Reconstructive Surgery


Reconstructive surgery can help improve urinary and genital organ function in patients.

There are several conditions that require reconstructive surgery in a pediatric patient. Many of these conditions can be diagnosed at birth or shortly after. Some are even diagnosed before the child is born while in utero. Some conditions occur later in life possibly due to other illnesses or trauma.

Here are a few of the most common reconstructive surgeries performed on pediatric patients.


  • A ureteropelvic junction (UPJ) obstruction is a condition that is commonly found or suggested on a prenatal ultrasound. It is due to a narrowing of the ureter tube as it leaves the drainage area in the kidney. This occurs as the tube does not develop normally as the fetus is developing. In mild cases, a UPJ obstruction may not cause problems immediately or may not cause problems until your child is older.
  • For severe cases, a surgery called pyeloplasty can be performed. This procedure removes the blockage and reconnects the ureter to make it drain better.
  • Pyeloplasty can be done in an open surgical technique, robotically, or laparoscopically, and has a high success rate.
  • The patient will need to have follow up renal ultrasounds to ensure that the extra fluid in the kidney improves after the surgical correction.

Ureteral Surgery

  • A common urological condition in children is vesicoureteral reflux (VUR). This condition causes urine in the bladder to flow back up into the ureters and sometimes into the kidneys. This can lead to kidney infections, damage or scarring of the kidneys, and even kidney failure if not corrected.
  • Antibiotics may be used at first to help treat and prevent infections, but sometimes surgery is required to permanently fix the problem. One type of surgery moves the ureter from its refluxing position to one in the bladder that corrects VUR. This creates a better connection of the ureter to the bladder to keep the reflux from recurring.
  • Another procedure uses a needle injection in the bladder using a scope through the urethra without any incisions with a bulking agent to support the ureter and its tunnel so the urine cannot flow upward.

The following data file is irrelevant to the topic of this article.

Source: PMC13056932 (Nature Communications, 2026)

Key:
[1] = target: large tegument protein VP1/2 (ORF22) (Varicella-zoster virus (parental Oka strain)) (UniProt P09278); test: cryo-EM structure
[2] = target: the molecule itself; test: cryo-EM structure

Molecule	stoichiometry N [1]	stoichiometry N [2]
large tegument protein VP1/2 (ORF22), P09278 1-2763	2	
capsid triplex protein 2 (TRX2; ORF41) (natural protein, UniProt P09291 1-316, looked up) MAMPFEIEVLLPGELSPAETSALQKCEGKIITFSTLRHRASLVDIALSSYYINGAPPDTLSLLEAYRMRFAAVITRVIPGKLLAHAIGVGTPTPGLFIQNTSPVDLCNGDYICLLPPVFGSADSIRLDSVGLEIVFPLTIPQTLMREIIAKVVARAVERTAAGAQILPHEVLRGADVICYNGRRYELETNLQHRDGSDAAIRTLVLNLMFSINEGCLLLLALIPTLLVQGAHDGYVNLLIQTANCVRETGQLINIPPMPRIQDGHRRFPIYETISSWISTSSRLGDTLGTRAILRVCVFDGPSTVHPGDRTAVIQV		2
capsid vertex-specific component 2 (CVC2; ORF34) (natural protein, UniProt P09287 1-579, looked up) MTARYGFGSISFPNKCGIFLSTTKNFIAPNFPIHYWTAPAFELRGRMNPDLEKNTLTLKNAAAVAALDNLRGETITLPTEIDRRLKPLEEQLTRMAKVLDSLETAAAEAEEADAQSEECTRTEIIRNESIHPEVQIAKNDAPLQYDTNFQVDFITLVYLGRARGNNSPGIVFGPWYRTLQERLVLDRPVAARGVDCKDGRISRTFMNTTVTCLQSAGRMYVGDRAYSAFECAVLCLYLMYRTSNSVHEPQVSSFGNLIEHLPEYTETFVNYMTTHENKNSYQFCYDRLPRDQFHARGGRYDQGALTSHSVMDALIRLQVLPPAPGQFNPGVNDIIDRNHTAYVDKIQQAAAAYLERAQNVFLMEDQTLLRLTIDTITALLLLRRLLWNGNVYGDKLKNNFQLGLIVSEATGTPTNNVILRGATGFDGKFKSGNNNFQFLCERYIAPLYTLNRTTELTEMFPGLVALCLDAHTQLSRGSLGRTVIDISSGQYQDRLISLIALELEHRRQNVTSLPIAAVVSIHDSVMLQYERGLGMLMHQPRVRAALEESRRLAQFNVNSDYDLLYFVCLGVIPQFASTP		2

• Ureters that are too big (megaureter) may be associated with blockage at the bladder ( ureterovesical junction (UVJ) obstruction ) or abnormal attachment of the ureter to other pelvic organs or bladder ( ectopic ureter) may require surgical treatment to correct the blockage that may cause UTI, stones, or pain due to blockage of kidney drainage. Some ectopic ureters will cause incontinence of urine if not draining in the bladder. Surgical correction may require moving the ureter to a place in the bladder where it will drain normally while some ureter blockage can be treated with dilating the tight ureter attachment to the bladder by using a balloon to stretch the opening and then placing temporary plastic tubes to allow the stretched area to heal.


  • The urethra is the tube that carries urine out of the body. If urine cannot exit the body, it can cause infections and block the bladder from emptying well. Rarely, a child have  a urethral stricture at birth but most occur after traumatic injury to the urethra that may need a urethroplasty to fix the problem and improve the flow of urine.
  • If the stricture is very short or thin, the surgery can consist of making an incision in the area of the stricture using a scope in the urethra.
  • Much longer, thicker or recurrent narrowing or stricture of the urethra may require a more extensive surgical correction of the stricture where the scarred of the urethra is removed and replaced or reconstructed with a graft or tissue flap.

Hypospadias Repair

  • Hypospadias is relatively commonly found in baby boys where the opening of the urethra, where urine exits the body, is not on the tip of the penis. There are different locations for the opening on the penis with the most common area being still on the head of the penis, just not on the tip.
  • The opening can also be located further down on the underside of shaft that can even go to the base of the scrotum.
  • An abnormal curve in the penis or chordee can also occur during development of the penis and may be associated with hypospadias, but can also occur on its own. This curvature may also require surgery to correct.
  • Some hypospadias does not require any surgical correction if very mild, but most hypospadias will need surgical correction to get the urethral opening to the tip of the penis and to be of a good size to allow your child to urinate without straining, bleeding or infection.
  • Most hypospadias or chordee surgery can generally be performed as an outpatient when your child is around six month old if born at term, but some children may require more than once surgery to correct.